Problems occur if two extensions conflict -- i.e.: if the tests for two different extensions both return true on an input. However, this can easily be modified to create some sort of alert if that's the case.
Problems can also occur if one person's code only works with a certain extension not in place. A solution would probably involve some sort of scoping mechanism like
Having the tests for two extensions return true for an input can be useful, for example if you have a specific case and a general case. By loading the specific extension after the general extension, the specific one will override the general one.
Only problem is if your library is more than just a few files (e.g.: Ruby's RMagick requires you separately install ImageMagick; any Arc bindings to ImageMagick would require similar). Still, this is absolutely great! It seems so obvious and easy I'm surprised no other languages (that I know of) have it.
Things like w/open-file, w/stdout, w/uniq, even perhaps aif and friends, I'd classify as "around code" rather than "resource management."The basic principle behind these is that we do some initialization (e.g.: opening a file), run some code, and then do some terminal work (e.g.: closing a file).
Ruby does similar things with blocks (c.f.: File#open), and I beleive Python has a specfic structure for this kind of thing.
Let's call these anonymous functions whose arguments are the unbound symbols within them in alphabetical order "ofn"'s.
The clearest way to implement ofns is to have a function on the outside of every block of code which does a tree-traversal, collecting all the symbols bound, and then, whenever it finds and ofn, just simply does (sort < (rem [mem _ bound-list] (get-list-of-symbols-used ofn-code)) to find the args list.
There are two major issues with this. The first is global variables -- it needs to determine which symbols will be bound in the global scope at runtime at compile time. Let's assume all global bindings will be done at the top layer or in a layer separated by nothing by calls to 'fn from the top (please, tell me you don't bind your globals in 'eval). (E.g.: (let a 1 (def b ...)) becomes ((fn (a) (= b (fn ...))) 1) and thus meets that criteria, but (def a (b) (= b 1)) becomes roughly (= a (fn (b) (= b 1))), and thus the call to (= b 1) has a call to = between it and the top, and thus will not be counted.) In a process very similar to the overall version, we can then go through the macro-expanded files, and find all the symbols bound by those = forms.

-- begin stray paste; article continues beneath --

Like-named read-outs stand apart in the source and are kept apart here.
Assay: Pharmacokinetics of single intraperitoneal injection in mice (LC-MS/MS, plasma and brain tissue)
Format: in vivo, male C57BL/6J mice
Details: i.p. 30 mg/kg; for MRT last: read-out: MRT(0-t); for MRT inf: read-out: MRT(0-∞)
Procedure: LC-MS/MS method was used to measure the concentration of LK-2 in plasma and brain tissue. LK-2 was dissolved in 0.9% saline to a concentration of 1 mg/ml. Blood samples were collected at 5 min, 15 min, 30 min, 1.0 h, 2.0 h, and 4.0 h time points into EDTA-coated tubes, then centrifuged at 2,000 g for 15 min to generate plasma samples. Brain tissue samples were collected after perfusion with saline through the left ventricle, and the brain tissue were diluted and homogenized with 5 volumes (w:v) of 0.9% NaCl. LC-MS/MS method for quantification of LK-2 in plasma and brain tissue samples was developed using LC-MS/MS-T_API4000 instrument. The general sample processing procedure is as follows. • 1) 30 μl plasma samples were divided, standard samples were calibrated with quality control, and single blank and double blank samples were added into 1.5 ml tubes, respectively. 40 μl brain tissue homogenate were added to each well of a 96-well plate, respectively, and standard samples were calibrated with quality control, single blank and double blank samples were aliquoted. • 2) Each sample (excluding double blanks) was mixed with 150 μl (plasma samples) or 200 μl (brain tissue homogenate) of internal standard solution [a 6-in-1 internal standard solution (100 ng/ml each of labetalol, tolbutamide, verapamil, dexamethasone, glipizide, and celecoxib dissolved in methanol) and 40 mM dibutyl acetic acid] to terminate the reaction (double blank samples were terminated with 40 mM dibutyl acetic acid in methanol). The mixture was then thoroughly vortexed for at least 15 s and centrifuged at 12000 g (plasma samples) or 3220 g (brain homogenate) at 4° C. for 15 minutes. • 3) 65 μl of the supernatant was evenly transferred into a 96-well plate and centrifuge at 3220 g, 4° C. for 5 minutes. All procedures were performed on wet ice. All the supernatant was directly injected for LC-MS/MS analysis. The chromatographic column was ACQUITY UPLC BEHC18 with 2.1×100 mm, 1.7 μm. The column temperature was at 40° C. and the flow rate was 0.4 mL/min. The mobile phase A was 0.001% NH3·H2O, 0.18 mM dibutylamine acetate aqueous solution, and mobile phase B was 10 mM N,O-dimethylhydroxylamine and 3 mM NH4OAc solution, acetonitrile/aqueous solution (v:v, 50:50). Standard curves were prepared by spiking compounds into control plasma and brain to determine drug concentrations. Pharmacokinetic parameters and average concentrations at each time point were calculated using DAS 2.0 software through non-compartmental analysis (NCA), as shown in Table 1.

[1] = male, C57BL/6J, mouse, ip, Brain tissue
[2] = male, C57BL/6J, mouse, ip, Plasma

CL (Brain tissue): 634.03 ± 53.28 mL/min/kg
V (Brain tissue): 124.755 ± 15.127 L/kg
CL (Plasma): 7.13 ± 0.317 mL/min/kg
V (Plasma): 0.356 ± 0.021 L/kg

The second problem is nested ofn's (e.g.: [map [map [+ a b] c] d]). I'm still in search of a good solution. I've thought about finding the arity of each ofn (made impossible in the general case by higher-order functions like map which call functions with a variable amount of arguments); finding where each variable is used to determine its minimum scope, and having each symbol an argument of the ofn with that minimal scope; letting inner ofns each have one arg, determined by some alphabetical ordering, and letting the outer ofn have the rest. All those solutions fail some major elegance tests. Best way is probably to just ban nested ofns.
At first I would have said ofn's would be a great feature, but, if we can't have them nested, I can't be so sure -- it would be inelegant to have nested bracketed functions work differently that the outer one, or to have a different delimeter for ofns and normal square-bracketed functions.
Ironically, the difficulty in implementing this dynamic feature stems from the source code of dynamic languages being difficult to analyze.
It seems to me that, however we do it, it would probably be slow. Maybe, as the source is being read in, the compiler/interpreter could somehow flag each symbol as bound or unbound? Then you could have your ofns just inspect all of the symbols below them, and check whether they're bound or not.